at the present time.
|Which one is a habitual act?|
|It is a habitual act. That ensures that you repeatedly and regularly make someone worry about you.||It is not a habitual act. However, this means that a person |
might not be worried about you tomorrow or the day after
|Which one is permanent?|
|It is a more permanent and extended condition of worrying about somebody.||It is a temporary and a present condition of worrying |
|Which type of verb is this?|
|Worry is a transitive verb with the object “you” in the phrase “I worry you.”||Worried is an intransitive verb in the phrase “I’m worried about you,” meaning it has no object. The speaker is simply expressing his/her concern. The prepositional phrase “about you” provides more information, namely the source of the fear.|
|The grammatical difference|
|We use the verb worry (active form) if we say I worry you, The subject is “I” and the object is “you”. It is a simple subject, verb, and object structure.||If we say I am worried about you, we use the verb in |
the past principle form Here the subject “I” is before the verb.
|Active and Passive voice|
|It is in active voice.||It is in passive voice.|
|When you see me without warm clothes in chilly weather, I know I worry you. If it ensures you won’t have to worry about me, I’ll wear a jacket.||I am worried about you; you are looking sad.|
Which One Is The Correct Form?
I believe the first one “I worry you” is a generic statement implying that the person is concerned about you most of the time. However, the second statement “I am worried about you” appears to have a ‘now’ element to it, the speaker talks about a higher specificity (worry) that he or she is experiencing at the time of talking and he or she has stated the cause or purpose for the feeling about you, which highlights the fact that the concern is specific to this condition.
Both phrases are appropriate, but they have different meanings. However, if you would like to discuss a general, long-term concern, say I worry you, and if you just want to discuss a specific worry about a current (or recent) event, say I am worried about you.
How To Quit Worrying?
Following is a five-step approach and an effective method to suppress your worries.
1. Schedule a half-hour “worry period” for each day.
2. Keep track of your daily worries and learn to recognize them timely.
3. If a worry bothers you at some other time, delay it to your “worry period”, assuring yourselves to worry about it later and that it is pointless to distress yourself now.
4. Keep your attention on the present moment.
5. During your worry phase, you are free to think about your problem as often as you like. Therefore, it will be more beneficial to divide your anxieties into those over which you seem to have little control and those that are controllable. If you can impact the situation, solve it and take action on it.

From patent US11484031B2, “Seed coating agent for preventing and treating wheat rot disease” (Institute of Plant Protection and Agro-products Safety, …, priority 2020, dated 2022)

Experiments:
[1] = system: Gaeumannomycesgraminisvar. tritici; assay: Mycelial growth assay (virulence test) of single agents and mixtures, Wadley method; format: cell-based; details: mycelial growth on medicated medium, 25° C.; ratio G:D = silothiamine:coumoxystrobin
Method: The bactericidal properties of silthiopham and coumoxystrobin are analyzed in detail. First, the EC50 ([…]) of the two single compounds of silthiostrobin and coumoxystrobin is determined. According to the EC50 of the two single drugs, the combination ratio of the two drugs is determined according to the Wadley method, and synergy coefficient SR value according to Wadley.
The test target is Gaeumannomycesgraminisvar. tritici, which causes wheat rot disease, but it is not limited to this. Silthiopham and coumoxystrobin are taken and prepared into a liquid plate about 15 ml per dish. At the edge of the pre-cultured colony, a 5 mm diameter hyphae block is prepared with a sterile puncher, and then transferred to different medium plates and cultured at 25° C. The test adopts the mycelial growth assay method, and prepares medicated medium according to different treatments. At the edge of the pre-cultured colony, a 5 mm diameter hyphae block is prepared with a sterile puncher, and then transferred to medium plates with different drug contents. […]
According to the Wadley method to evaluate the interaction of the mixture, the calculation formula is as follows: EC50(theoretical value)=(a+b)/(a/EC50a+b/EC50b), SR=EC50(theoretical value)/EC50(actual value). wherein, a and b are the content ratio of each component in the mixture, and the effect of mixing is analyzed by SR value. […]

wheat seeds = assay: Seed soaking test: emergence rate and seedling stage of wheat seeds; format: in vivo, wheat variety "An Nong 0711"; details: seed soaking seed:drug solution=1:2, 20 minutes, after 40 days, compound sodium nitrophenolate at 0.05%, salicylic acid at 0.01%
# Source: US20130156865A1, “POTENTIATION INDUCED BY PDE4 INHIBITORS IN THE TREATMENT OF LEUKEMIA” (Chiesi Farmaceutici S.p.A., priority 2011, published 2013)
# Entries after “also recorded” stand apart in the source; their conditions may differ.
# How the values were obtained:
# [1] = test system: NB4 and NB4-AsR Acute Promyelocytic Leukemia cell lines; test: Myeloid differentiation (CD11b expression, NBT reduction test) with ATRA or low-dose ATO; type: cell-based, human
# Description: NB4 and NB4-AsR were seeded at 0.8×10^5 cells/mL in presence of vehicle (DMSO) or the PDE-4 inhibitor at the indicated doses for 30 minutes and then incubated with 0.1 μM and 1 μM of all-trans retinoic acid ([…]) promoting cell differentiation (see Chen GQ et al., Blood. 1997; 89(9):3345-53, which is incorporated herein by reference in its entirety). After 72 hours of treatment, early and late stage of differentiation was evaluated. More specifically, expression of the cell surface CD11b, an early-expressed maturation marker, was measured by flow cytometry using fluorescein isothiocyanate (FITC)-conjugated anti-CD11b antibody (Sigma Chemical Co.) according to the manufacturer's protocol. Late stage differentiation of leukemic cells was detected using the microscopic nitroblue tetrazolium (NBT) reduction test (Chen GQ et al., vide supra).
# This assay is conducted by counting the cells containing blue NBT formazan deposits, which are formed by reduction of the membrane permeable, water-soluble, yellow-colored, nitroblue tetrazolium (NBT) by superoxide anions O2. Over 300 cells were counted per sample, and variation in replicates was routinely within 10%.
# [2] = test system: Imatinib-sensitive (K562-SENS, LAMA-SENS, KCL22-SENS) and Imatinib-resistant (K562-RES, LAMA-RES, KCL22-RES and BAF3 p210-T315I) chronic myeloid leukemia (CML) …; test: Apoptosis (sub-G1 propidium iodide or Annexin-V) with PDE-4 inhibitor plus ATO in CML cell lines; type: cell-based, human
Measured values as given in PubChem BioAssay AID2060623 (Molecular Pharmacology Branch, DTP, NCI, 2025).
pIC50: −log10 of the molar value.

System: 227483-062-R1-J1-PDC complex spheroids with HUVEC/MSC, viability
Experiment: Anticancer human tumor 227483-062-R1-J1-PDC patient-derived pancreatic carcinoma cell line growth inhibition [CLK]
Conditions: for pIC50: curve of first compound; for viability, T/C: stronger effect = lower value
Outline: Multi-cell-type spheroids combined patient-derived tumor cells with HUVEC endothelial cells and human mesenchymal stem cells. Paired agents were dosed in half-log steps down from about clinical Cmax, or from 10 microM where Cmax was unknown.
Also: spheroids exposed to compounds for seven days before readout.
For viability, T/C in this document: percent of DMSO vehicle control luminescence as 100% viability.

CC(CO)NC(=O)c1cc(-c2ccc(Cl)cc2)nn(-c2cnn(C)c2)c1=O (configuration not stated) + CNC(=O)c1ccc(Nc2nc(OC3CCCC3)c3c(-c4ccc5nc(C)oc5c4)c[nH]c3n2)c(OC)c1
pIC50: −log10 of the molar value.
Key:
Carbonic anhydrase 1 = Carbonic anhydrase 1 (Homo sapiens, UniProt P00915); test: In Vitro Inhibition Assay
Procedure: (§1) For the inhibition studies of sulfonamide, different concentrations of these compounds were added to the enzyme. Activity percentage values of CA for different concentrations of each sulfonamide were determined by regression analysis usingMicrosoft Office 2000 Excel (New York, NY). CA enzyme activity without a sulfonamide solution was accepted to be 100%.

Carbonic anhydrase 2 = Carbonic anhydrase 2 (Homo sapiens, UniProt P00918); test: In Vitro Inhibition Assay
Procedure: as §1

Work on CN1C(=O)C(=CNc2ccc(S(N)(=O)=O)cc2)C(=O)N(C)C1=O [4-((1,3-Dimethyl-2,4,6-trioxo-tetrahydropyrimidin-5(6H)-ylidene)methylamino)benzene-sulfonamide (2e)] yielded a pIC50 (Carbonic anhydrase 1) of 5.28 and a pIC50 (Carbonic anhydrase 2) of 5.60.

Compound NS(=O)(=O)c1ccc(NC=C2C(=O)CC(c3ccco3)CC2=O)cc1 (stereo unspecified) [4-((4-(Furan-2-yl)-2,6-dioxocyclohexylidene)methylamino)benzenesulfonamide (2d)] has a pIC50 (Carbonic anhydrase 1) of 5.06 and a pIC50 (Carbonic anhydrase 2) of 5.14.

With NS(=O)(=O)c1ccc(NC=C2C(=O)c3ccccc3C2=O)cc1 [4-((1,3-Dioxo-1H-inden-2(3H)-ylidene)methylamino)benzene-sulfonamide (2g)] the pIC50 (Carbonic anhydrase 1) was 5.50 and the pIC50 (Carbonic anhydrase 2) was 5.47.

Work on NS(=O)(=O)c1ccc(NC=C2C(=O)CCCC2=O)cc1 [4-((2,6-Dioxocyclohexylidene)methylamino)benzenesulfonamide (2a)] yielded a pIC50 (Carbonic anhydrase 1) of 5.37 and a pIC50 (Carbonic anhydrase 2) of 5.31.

The following video will tell you more ways to overcome your fears.
Both sentences have a lot of differences which is stated above in this article. The main dissimilarity between I worry you/ I am worried about you” is the concern of the speaker who says it.
The person himself causes worry to someone, not just today but like always in general if he or she says “I worry you” whereas, if a person says “I am worried about you” then that person is worried about you at that time (not tomorrow or the day after tomorrow).
Moreover, extreme worry and stress can lead to physical imbalances. To repair those imbalances, you must find and re-balance your mind, body, and soul. Because life’s stressors are not going away, it’s important to figure out how to respond to them and reduce their impact on the body.
Start by speaking with your primary care physician. Get a medical examination to assess your overall health and rule out any medical issues that could cause your anxiety. Medication treats worry and may recommend helping you fix the imbalance. Mental, physical, social, and spiritual exercising should be done daily. Exercise aids in the removal of waste and strengthens your body’s systems.
Most inner demons of people are worries and fears. They are the root cause of most diagnosed emotional and psychological disorders and also are the cause of many suicides. In fact, some individuals are more prone to stress and anxiety. They are unable to face everyday challenges. While others only worry about things after they happen.
Sometimes your genes are responsible for this type of behavior, however, psychological and sociological upbringing can control it to some extent. You may educate your body to respond to stressful situations under controlled conditions by exercising daily. Decide to take control of your worry. Learn about your fear and also how to deal with it.